Considering a Backyard Fire Pit? Here’s What You Should Know

Puffy Lux
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Many of today’s homeowners are looking for more than a traditional wood deck with a grill in their backyards. These days, accessorizing means amenities like ponds, vegetable gardens, outdoor kitchens and fire pits. Because styles, sizes and materials abound, your choices should be based on your space at hand, budget and, of course, local ordinances. (Some municipalities ban open burning of any kind.)

Before you start dreaming of moonlit nights and toasted marshmallows, here’s what else to consider about planning a fire pit:

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How Much Does It Cost to Build a Backyard Fire Pit?

Costs can be as low as $100 if you go with something simple, according to Houzz. You can purchase a simple kit at a hardware store. Or, if you’re up for a DIY project, you can create your own backyard fire pit. But costs certainly can also go up to several thousand dollars, especially when seating is added, says Angie’s List.

Permanent vs. Portable Fire Pits

As you begin planning, you may want to think in terms of permanence. Do you want a fire pit that is built in — a focal point in the yard — or something that’s lightweight and potentially portable, so you can take it where you want your gathering?

Permanent Fire Pits

For a permanent fire pit, choose something that coordinates with the color, style, shape and materials you have in your yard already, says Houzz. You can assemble a fire pit yourself with a premade kit from a hardware store that comes with everything you need. Or, you can go fully custom and have a landscape professional or contractor design and build it.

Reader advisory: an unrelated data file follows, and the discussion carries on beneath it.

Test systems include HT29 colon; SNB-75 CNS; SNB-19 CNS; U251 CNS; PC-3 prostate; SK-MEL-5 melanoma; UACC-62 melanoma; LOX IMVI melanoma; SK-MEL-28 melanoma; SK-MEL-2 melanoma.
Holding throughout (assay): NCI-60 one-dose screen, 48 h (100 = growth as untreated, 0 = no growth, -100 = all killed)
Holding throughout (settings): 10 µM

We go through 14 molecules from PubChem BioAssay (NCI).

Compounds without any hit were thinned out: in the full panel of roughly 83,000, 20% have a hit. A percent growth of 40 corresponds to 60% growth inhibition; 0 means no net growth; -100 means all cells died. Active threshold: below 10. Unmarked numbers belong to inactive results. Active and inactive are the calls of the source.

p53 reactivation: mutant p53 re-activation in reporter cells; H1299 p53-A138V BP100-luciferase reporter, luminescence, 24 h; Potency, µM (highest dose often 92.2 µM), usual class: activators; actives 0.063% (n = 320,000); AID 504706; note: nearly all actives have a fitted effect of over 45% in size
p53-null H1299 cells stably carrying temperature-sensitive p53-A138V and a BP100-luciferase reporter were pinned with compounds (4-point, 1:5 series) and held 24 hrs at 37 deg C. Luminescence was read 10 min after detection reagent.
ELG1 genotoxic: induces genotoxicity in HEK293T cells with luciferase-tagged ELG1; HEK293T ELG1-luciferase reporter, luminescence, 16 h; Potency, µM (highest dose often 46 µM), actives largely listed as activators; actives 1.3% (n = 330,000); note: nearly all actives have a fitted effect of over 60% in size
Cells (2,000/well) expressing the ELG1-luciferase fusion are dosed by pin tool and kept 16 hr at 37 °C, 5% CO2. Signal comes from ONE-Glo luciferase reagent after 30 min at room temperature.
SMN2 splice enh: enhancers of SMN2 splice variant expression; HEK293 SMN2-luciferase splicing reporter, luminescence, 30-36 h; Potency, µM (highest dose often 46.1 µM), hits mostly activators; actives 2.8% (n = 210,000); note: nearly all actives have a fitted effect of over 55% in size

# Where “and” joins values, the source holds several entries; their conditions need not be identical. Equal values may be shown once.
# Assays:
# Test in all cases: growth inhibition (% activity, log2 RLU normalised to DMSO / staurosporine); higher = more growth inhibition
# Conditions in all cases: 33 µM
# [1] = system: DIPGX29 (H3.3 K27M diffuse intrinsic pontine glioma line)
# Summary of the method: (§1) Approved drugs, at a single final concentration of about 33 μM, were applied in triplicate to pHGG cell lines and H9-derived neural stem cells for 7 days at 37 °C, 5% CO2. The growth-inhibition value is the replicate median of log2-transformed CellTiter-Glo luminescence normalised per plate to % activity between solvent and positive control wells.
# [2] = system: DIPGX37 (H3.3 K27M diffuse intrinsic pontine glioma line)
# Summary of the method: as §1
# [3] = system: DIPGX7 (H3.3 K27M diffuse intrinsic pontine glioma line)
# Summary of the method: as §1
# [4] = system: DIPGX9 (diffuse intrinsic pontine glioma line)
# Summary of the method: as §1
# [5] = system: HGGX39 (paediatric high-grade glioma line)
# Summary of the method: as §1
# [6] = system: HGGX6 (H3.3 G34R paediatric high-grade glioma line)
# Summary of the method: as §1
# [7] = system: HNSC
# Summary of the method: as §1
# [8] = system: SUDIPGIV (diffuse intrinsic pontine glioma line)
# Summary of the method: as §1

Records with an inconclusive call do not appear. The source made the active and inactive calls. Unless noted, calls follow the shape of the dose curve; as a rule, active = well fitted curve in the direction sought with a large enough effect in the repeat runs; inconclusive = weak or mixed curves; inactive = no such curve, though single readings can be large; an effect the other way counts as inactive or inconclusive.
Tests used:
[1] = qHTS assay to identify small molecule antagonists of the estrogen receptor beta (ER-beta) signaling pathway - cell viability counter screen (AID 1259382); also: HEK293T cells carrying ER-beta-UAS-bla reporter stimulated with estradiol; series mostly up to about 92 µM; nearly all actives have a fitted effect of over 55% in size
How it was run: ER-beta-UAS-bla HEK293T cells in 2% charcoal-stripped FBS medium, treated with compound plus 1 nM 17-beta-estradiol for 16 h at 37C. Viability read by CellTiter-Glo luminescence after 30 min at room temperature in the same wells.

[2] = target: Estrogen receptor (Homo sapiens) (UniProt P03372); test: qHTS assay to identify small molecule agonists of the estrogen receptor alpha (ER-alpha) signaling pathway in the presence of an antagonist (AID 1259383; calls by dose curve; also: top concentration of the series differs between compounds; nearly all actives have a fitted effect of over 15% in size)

Portable Fire Pits

Portable fire pits offer a lot of different options. Fire bowls are typically made of copper, steel or cast iron, according to HGTV. Fire tables typically use propane or natural gas and have an area around the fire where you can put food and drinks, according to the Hearth, Patio and Barbecue Association. Freestanding fire pits called chimineas feature a chimney-style vent, says HGTV.

Regardless of which style you choose, you need to use proper stones and materials (something that shouldn’t splinter when the fire heats up). Make it proportional to the size of your yard, and be sure you have room for seating and circulation, says Houzz.

Wood-fired vs. Gas Fire Pits

Wood, propane or natural gas are most common choices to fuel an outdoor fire pit, according to Houzz. Those who favor the sound of a crackling fire may prefer burning real logs, says Houzz. This will require a steady supply of firewood.